He was eating his supper when the telephone rang. He knew who it was, but he did not want to answer. He continued to chew his food and swallowed the mass of meat and gristle. The phone stopped ringing; she had answered it. He placed his knife and fork neatly beside his plate and hung his head in his hands. The call was important, but he really wished that she had not answered.
She sauntered into the dining room, which was always kept as one of the neatest rooms in the house; everything had its place. Her husband sat at the end of the rectangular oak table; he had shoved one of the three candle sticks away that adorned the table as a center piece. He eyed her slim figure. Her round, perky breasts stretched the fabric of her red nightgown taut; her milky, white skin so silky and smooth. Her raven hair flowed gently down the open back of her garment. Her green eyes met his, piercing right through him.
"Herman," she said, "your brother is on the phone. He wants to speak to you."
Herman hesitated, but then lifted his hand to grasp the receiver of the cordless telephone.
"Hello?" he said into the phone.
On the other end he heard static.
"Good evening, Mister Adams," the voice said. It was his brother.
"So it is business, then?" Herman asked.
"Is that really such a surprise?" his brother asked.
"No, Bob, it isn't."
"I am calling in regards to our meeting tomorrow. Is noon alright with you?" His brother's voice was light and business like.
"No, Bob, I already told you that I'm supposed to be at the mortuary tomorrow. I work a real--" Herman was cut off, mid-sentence.
"Great, so, I'll see you at noon," Bob said, obviously ignoring what Herman had said.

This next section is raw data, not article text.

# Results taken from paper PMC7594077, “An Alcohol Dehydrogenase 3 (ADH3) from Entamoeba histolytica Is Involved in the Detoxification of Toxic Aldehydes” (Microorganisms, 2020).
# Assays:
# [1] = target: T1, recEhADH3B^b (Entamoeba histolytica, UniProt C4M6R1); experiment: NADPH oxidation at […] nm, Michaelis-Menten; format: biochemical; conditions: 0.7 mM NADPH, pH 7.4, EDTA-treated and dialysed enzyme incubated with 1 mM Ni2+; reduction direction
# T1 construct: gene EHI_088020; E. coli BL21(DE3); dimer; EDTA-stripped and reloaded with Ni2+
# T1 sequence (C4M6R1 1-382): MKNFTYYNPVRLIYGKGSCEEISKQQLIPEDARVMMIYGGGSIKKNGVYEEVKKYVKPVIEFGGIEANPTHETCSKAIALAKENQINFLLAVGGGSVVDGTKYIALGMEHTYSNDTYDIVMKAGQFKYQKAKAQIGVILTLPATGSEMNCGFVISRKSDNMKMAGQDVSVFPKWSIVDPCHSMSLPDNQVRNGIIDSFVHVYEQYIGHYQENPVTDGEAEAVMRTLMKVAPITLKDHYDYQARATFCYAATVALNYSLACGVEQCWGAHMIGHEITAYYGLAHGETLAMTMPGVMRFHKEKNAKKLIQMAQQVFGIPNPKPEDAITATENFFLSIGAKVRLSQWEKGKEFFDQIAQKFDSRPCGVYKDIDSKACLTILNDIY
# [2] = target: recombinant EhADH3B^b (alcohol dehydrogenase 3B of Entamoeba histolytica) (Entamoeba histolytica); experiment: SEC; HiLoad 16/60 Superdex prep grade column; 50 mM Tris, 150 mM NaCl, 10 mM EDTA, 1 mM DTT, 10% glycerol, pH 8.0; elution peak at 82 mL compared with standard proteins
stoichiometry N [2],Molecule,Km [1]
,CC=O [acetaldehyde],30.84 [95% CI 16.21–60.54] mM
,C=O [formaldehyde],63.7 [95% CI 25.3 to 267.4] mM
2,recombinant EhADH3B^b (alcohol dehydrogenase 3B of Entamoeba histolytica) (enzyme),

The line clicked, and then after a moment Herman heard the tell-tale buzzing. He angrily gripped the phone and punched the button with his finger. He laid the handset on the table beside his plate and pushed his plate away.
"Finished already, darling?" his wife asked.
"Loretta, I just know that Bob is up to no good," he said and then excused himself from the table.
He walked into the living room, eyeballing the old faux leather couch that sat across from his favorite recliner. As he sunk into the cushions of the easy chair, he could feel that they were old and did not hold up like they used to, but regardless, it was still comfortable. He glanced at the cheap plastic clock that hung on the wall. He had always dreamed of owning an old style grandfather clock, but gave up on that dream years ago. Time had no relevance to him anymore, but it was nearing eleven at night.
The mortuary demanded a lot of his time, always being on call as the town undertaker; he basically ran the place alone. It had been the family business until his brother, Francis Robert Adams, his older brother, made business the family business.
Loretta entered the scene, her flowing hair drifting lightly behind her. She glanced at her husband, today's paper spread wide-out in front of him. His long legs were propped on a red, suede footstool. His black suit clung to his form; she admired his always lean figure. He lightly licked his long, thin fingers and turned the page.
"Well, my dear, I am going to retire for the night," Loretta said. "Unless, you need anything else."
"That will be all, dear," Herman said, without even a glance up from his paper.
Loretta turned and walked up the dark steps, disappearing into the inky blackness to the guest room, where she spent time when she wanted peace and quiet, or if she wanted to read. She heard a faint whine, the sound of the bathroom door shutting. Herman continued to read, and then his pager began to vibrate. He did not even have to look at it; he knew what it was. It was the call center. Someone had died.
Upstairs, Loretta heard the car door slam and then the faint purr of the engine as it backed out of the driveway. Herman was on his way. The hearse never slept.
She lay awake in the darkness, her mind wandering the vast expanse of torrid thought. Her hands began to wander. Oh, how she missed her husband. How his job had consumed him.
As the night went on, she found herself in the throes of self induced ecstasy.